Sort of, as you were just alluding to Lori, there was a lot of hope when the USMCA was passed regarding the future of ISDS, not just within the context of the USMCA, but throughout the world. Obviously, NAFTA was not the only deal. It was the first, but not the only to have ISDS rules. What are some of the big fights ahead and confronting and continuing to dismantle ISDS globally?

Lori Wallach 

So a lot of very important developing countries have shown leadership and getting out of ISDS. South Africa started the trend. And then Indonesia joined in, Brazil has never had ISDS agreements. Bolivia and Ecuador both got out heartbreakingly now the right-wing government Ecuador is trying to get back in a lot of countries looked to those countries in the renegotiated its agreements to get rid of most of the pernicious elements. So when the US joined in as a main proponent, benefactor and defender of ISDS, and also a developed country, it was a super important impact worldwide where lots of countries want to get out of their investor agreements and/or if not get out of them altogether to roll them back to something more like the Mexico model. That is in the USMCA which, you know, like the India revised model requires a corporation to use up all of its domestic enforcement options before I can even contemplate going to a panel and then only allows direct exposure creation compensation as compared to all the fancy, silly made up rights, the corporation is jammed into deals like NAFTA and others. And so I think that with the Trump administration, which is you know, basically Donald Trump, a wholly owned corporate subsidiary, with right-wing tendencies, in addition, to make clear that even they thought ISDS was a bridge too far made it such that with a democrat Biden saying his trade agreements wouldn't have ISDS it's now become really the US position, that that old regime is no longer acceptable, tolerable, and that's good for us, that's good for the countries with whom the US would have trade agreements, but also opens up space for the many countries around the world that are smaller countries or developing countries to basically take the cover of the US taking that action with NAFTA.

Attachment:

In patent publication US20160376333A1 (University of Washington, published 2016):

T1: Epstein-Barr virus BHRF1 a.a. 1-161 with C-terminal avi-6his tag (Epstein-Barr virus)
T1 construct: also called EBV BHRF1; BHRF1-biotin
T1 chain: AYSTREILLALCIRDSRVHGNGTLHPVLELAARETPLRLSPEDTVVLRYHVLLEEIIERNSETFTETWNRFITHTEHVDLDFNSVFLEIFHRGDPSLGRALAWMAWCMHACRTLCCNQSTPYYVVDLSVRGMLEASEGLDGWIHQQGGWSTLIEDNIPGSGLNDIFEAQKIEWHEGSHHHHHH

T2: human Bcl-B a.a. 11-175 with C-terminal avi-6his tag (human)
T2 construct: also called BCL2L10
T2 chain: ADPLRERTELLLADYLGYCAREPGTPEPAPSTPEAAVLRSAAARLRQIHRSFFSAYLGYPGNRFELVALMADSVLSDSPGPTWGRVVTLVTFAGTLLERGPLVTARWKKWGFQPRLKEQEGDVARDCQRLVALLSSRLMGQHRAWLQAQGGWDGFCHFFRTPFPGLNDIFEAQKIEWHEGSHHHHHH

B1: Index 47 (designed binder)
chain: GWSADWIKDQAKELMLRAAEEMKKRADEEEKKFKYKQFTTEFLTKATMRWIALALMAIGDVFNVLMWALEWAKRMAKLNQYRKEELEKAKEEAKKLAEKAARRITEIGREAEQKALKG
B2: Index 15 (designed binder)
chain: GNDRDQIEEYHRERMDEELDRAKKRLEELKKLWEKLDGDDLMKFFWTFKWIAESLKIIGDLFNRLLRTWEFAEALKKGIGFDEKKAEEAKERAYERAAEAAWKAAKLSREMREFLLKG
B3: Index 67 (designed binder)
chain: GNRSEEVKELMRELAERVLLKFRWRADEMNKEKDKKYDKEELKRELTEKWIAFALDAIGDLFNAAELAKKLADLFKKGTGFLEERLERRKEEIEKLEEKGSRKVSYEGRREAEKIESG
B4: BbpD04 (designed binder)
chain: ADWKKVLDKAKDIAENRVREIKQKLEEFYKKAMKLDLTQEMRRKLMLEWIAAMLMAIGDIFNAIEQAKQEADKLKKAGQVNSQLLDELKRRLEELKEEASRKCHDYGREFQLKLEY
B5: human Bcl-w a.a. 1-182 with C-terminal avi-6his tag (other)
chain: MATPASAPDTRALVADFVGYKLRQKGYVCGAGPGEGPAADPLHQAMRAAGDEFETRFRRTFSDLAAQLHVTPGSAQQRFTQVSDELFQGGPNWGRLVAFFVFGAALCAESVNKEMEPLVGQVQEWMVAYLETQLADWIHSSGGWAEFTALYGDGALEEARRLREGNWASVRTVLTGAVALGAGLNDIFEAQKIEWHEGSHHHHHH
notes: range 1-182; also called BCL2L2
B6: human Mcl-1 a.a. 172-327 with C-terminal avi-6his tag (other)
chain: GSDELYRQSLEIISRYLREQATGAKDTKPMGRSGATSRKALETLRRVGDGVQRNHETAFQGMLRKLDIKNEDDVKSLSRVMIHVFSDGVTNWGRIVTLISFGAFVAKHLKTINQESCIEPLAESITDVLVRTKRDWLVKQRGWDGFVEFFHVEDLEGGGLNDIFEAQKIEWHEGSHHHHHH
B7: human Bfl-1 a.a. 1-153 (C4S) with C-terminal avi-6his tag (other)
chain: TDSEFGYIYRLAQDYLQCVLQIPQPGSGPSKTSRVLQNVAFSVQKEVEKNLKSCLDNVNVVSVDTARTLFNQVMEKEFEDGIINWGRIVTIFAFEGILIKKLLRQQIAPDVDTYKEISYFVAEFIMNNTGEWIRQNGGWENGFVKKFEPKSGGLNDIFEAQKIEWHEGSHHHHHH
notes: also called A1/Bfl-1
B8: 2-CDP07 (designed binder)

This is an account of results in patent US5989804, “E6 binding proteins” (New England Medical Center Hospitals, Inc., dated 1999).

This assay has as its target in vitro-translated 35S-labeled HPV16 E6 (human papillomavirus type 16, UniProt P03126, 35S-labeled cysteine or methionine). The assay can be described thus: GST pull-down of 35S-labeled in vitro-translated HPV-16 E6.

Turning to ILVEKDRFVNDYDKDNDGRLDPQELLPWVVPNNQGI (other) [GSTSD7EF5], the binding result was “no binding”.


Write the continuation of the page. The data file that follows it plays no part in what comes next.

Rethinking Trade is produced by Public Citizen's Global Trade Watch. To learn more you can visit You can also visit Stay tuned for more and thank you for listening.